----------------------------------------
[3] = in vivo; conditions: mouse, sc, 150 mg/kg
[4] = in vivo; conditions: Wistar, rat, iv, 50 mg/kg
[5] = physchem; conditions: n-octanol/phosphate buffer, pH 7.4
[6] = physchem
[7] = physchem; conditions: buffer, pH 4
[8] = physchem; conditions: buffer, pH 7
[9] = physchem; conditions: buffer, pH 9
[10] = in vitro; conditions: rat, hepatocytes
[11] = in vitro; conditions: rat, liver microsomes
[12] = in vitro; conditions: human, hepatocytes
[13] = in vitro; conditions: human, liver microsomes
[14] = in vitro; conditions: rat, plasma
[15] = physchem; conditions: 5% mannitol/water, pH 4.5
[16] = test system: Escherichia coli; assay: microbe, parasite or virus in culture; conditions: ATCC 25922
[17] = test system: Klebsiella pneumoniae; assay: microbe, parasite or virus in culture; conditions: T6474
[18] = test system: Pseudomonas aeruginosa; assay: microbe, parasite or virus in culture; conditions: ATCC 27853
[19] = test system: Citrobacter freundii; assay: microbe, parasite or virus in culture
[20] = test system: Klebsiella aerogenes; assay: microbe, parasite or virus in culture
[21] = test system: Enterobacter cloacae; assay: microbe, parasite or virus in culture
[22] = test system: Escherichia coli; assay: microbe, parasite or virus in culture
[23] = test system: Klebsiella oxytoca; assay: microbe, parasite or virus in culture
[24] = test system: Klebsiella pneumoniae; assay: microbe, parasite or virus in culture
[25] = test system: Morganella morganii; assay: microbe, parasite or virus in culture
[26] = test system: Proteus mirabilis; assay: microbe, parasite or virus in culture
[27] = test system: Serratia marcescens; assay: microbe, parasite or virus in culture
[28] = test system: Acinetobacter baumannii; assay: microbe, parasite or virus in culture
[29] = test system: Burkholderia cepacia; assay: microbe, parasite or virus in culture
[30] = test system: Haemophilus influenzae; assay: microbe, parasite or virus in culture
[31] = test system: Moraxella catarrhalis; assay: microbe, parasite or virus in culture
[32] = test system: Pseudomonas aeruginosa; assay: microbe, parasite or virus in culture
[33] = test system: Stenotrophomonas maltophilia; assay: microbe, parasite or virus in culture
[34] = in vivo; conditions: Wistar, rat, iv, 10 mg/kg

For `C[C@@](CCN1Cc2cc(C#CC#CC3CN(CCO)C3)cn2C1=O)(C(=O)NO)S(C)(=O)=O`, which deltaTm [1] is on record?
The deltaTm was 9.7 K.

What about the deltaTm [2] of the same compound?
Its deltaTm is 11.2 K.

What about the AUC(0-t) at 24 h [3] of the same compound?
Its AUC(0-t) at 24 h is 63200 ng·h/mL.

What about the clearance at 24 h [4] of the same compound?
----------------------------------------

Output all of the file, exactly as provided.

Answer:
[3] = in vivo; conditions: mouse, sc, 150 mg/kg
[4] = in vivo; conditions: Wistar, rat, iv, 50 mg/kg
[5] = physchem; conditions: n-octanol/phosphate buffer, pH 7.4
[6] = physchem
[7] = physchem; conditions: buffer, pH 4
[8] = physchem; conditions: buffer, pH 7
[9] = physchem; conditions: buffer, pH 9
[10] = in vitro; conditions: rat, hepatocytes
[11] = in vitro; conditions: rat, liver microsomes
[12] = in vitro; conditions: human, hepatocytes
[13] = in vitro; conditions: human, liver microsomes
[14] = in vitro; conditions: rat, plasma
[15] = physchem; conditions: 5% mannitol/water, pH 4.5
[16] = test system: Escherichia coli; assay: microbe, parasite or virus in culture; conditions: ATCC 25922
[17] = test system: Klebsiella pneumoniae; assay: microbe, parasite or virus in culture; conditions: T6474
[18] = test system: Pseudomonas aeruginosa; assay: microbe, parasite or virus in culture; conditions: ATCC 27853
[19] = test system: Citrobacter freundii; assay: microbe, parasite or virus in culture
[20] = test system: Klebsiella aerogenes; assay: microbe, parasite or virus in culture
[21] = test system: Enterobacter cloacae; assay: microbe, parasite or virus in culture
[22] = test system: Escherichia coli; assay: microbe, parasite or virus in culture
[23] = test system: Klebsiella oxytoca; assay: microbe, parasite or virus in culture
[24] = test system: Klebsiella pneumoniae; assay: microbe, parasite or virus in culture
[25] = test system: Morganella morganii; assay: microbe, parasite or virus in culture
[26] = test system: Proteus mirabilis; assay: microbe, parasite or virus in culture
[27] = test system: Serratia marcescens; assay: microbe, parasite or virus in culture
[28] = test system: Acinetobacter baumannii; assay: microbe, parasite or virus in culture
[29] = test system: Burkholderia cepacia; assay: microbe, parasite or virus in culture
[30] = test system: Haemophilus influenzae; assay: microbe, parasite or virus in culture
[31] = test system: Moraxella catarrhalis; assay: microbe, parasite or virus in culture
[32] = test system: Pseudomonas aeruginosa; assay: microbe, parasite or virus in culture
[33] = test system: Stenotrophomonas maltophilia; assay: microbe, parasite or virus in culture
[34] = in vivo; conditions: Wistar, rat, iv, 10 mg/kg

For `C[C@@](CCN1Cc2cc(C#CC#CC3CN(CCO)C3)cn2C1=O)(C(=O)NO)S(C)(=O)=O`, which deltaTm [1] is on record?
The deltaTm was 9.7 K.

What about the deltaTm [2] of the same compound?
Its deltaTm is 11.2 K.

What about the AUC(0-t) at 24 h [3] of the same compound?
Its AUC(0-t) at 24 h is 63200 ng·h/mL.

What about the clearance at 24 h [4] of the same compound?